Joyner spurns Angels, signs with Royals Free-agent first baseman OKs 1 year, $4.2 million

December 10, 1991|By Peter Schmuck | Peter Schmuck,Sun Staff Correspondent

MIAMI BEACH, Fla. -- Free-agent first baseman Wally Joyner proved yesterday that money isn't everything, choosing to end a bitter relationship with the California Angels and accept a much smaller contract from the Kansas City Royals.

Joyner signed a one-year deal that will pay him $4.2 million and retained the right to become a free agent next year. He could have re-signed with the Angels for four years and close to $16 million, but instead said farewell in a teary news conference at the Fontainebleau Resort.

"This is probably the toughest decision I've ever had to make," said Joyner, who had spent nine years in the Angels organization. "I've enjoyed my time with the California Angels. That's where Wally World started, but in my opinion, I didn't see any future with myself and the Angels."

Joyner had tears in his eyes and his voice cracked on several occasions as he explained why he had broken off negotiations with Angels senior vice president Whitey Herzog the night before.

Herzog apparently had been caught in the middle of a long-simmering feud between Joyner and Angels management. He made a last-ditch attempt to get the first baseman under contract on Sunday night, but Joyner, 29, decided that it was time to move on.

"I think Wally made a decision that he didn't want to be with the fTC Angels," Herzog said. "I'm not saying it's the wrong decision. I respect his decision very much."

Despite the late offer, in which the Angels were willing to compromise on a clause that would guarantee some of Joyner's salary in case of a lockout in 1994, Joyner apparently felt he was no longer wanted in Anaheim.

"Obviously, signing a one-year deal, it wasn't and never has been a money issue," Joyner said.

The problem apparently went much higher than Herzog, who was praised by Joyner and agents Barry Axelrod and Michael Watkins. Joyner also praised owner Gene Autry, leaving Jackie Autry as the obvious -- but unstated -- target of his dismay.

"I've had problems with the Angels, but I apologize for making a scene," he said, tears welling up again. "I didn't think this was going to happen. There has been a lot of pressure building up."

Unintended or not, it will play as great theater in Southern California, where a legion of Joyner fans are certain to cast Mrs. Autry as the villain in the club's latest passion play.

In Kansas City, however, the Royals were happy to take Joyner off their hands. General manager Herk Robinson was looking for first-base help and he was hoping to get it without giving up one of his front-line pitchers. He succeeded without even having to give up a long-term contract.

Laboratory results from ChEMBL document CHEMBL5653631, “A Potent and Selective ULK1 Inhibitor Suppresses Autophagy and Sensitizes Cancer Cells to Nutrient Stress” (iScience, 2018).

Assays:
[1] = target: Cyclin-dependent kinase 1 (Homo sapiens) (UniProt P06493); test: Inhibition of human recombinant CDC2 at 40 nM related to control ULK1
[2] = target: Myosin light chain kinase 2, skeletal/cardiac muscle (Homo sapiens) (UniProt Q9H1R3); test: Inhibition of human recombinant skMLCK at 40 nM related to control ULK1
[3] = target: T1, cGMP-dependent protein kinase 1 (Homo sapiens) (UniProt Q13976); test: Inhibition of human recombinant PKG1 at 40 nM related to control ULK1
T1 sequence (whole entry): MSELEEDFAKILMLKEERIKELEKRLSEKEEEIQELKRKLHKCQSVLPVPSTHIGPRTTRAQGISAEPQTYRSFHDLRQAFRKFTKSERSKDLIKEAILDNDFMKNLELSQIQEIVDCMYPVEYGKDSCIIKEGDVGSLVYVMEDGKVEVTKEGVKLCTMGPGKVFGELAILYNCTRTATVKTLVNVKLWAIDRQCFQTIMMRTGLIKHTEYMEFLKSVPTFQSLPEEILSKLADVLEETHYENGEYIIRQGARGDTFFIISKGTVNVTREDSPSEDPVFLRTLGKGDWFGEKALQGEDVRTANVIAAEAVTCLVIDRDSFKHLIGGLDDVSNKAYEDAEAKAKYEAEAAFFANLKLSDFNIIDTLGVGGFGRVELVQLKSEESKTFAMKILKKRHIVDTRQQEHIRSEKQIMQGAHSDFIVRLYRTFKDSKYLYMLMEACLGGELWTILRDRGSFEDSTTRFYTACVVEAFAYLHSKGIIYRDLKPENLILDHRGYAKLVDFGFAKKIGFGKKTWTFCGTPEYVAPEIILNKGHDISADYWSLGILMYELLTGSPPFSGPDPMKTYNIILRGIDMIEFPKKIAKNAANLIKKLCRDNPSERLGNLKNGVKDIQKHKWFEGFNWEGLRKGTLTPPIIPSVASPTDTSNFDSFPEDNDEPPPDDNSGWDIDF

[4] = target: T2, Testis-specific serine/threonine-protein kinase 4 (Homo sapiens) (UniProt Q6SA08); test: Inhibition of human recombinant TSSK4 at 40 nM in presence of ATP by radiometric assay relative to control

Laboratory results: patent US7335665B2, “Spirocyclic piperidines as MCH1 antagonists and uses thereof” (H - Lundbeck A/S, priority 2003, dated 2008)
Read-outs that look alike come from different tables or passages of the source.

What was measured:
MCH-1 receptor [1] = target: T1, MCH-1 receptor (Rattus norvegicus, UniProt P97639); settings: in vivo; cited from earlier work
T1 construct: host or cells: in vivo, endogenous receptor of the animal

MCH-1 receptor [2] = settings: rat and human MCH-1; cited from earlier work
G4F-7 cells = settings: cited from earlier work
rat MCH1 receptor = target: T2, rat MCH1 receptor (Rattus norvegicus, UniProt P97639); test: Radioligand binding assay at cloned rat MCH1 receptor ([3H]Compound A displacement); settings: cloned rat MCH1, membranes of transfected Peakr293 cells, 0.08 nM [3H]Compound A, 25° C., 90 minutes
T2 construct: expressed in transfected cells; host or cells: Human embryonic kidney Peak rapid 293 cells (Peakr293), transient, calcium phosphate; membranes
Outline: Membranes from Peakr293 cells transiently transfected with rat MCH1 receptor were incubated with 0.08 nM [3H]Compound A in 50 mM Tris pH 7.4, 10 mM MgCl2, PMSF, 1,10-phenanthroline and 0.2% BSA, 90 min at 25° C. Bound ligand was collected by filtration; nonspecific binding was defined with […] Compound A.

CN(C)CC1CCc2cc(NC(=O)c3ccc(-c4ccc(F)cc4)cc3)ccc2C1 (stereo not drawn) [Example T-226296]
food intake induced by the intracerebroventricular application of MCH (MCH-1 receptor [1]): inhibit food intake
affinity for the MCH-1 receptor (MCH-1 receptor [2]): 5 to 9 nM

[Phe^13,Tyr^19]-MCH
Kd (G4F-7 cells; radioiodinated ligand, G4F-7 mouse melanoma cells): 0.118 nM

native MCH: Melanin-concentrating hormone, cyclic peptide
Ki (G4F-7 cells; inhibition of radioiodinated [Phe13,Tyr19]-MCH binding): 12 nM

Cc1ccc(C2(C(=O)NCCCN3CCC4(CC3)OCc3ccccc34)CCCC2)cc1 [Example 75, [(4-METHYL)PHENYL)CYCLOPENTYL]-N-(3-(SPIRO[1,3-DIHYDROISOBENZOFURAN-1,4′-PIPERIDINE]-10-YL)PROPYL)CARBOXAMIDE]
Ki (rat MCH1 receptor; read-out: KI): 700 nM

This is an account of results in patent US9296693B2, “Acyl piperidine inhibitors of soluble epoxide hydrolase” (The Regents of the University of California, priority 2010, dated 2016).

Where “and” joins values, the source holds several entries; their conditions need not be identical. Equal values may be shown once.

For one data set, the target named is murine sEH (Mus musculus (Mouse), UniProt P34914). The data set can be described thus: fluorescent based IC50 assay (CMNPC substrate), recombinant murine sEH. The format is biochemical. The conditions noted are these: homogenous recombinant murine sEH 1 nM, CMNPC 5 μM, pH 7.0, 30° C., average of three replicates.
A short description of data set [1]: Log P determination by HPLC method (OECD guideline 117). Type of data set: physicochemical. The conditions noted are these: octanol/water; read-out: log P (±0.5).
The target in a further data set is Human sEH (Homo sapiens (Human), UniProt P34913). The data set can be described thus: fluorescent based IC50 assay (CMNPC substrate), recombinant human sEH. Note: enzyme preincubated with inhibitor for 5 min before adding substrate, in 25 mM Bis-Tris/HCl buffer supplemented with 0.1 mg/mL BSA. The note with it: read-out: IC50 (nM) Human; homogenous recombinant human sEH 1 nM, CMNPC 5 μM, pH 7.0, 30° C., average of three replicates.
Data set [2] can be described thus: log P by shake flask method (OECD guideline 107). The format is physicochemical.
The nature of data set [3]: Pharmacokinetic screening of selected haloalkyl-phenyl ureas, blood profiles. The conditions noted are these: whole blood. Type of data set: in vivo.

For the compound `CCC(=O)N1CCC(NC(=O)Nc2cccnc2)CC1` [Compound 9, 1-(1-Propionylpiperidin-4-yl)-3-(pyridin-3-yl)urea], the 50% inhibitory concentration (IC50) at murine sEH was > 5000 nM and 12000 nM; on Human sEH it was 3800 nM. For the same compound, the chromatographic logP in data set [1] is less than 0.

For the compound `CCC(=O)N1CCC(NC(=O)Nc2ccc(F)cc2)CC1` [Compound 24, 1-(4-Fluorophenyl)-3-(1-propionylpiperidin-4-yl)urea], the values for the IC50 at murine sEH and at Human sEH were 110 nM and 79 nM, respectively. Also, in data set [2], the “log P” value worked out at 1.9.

Joyner normally wouldn't be eligible for free agency after the 1992 season. Under the terms of baseball's basic agreement, a player can file for free agency once every five years, but the Royals waived their repeater rights for the short-term deal.

"We were willing to do that to get a player of his caliber," Robinson said, "but we hope that he'll be with us for many years."

The acquisition changed the posture of the Royals at the winter meetings, where they were rumored to be pursuing a trade for Chicago Cubs first baseman Mark Grace. Royals officials confirmed that Grace had been discussed, and said that the Royals would be free now to work on other areas of concern.

"We still want to make a deal," Royals manager Hal McRae said, "but now we're not under pressure to make a deal."

The Royals apparently have been approached by a number of teams interested in starting pitcher Kevin Appier, but Robinson has been resistant to the idea of doing anything that would weaken his pitching staff.

The Orioles have first baseman Randy Milligan available for trade, but there apparently were no serious talks between Robinson and general manager Roland Hemond.

Highest salaries

Wally Joyner yesterday joined the list of baseball's highest-paid players. The top 10 contracts by average annual value (figures were obtained by The Associated Press from player and management sources and include all guaranteed income but not income from potential incentive bonuses):

Player, .. .. .. club .. .. Years .. .. Avg.*

Bobby Bonilla, .. NYM .. ..'92-96 .. .. $5.80

Roger Clemens, .. Bos .. ..'92-95 .. .. $5.38

Dwight Gooden, .. NYM .. ..'92-94 .. .. $5.15

Jose Canseco, ... Oak .. ..'91-95 .. .. $4.70

Andy Van Slyke, ..Pit .. ..'92-94 .. .. $4.22

Nolan Ryan, .. .. Tex .. ..'92 .. .. .. $4.20

Wally Joyner, .. ..KC .. ..'92 .. .. .. $4.20

Tony Gwynn, .. ... SD .. ..'93-95 .. .. $4.08

D. Strawberry, ... LA .. ..'91-95 .. .. $4.05

Tom Candiotti, ... LA .. ..'92-95 .. .. $3.88

*-in millions, rounded off to nearest .$10,000

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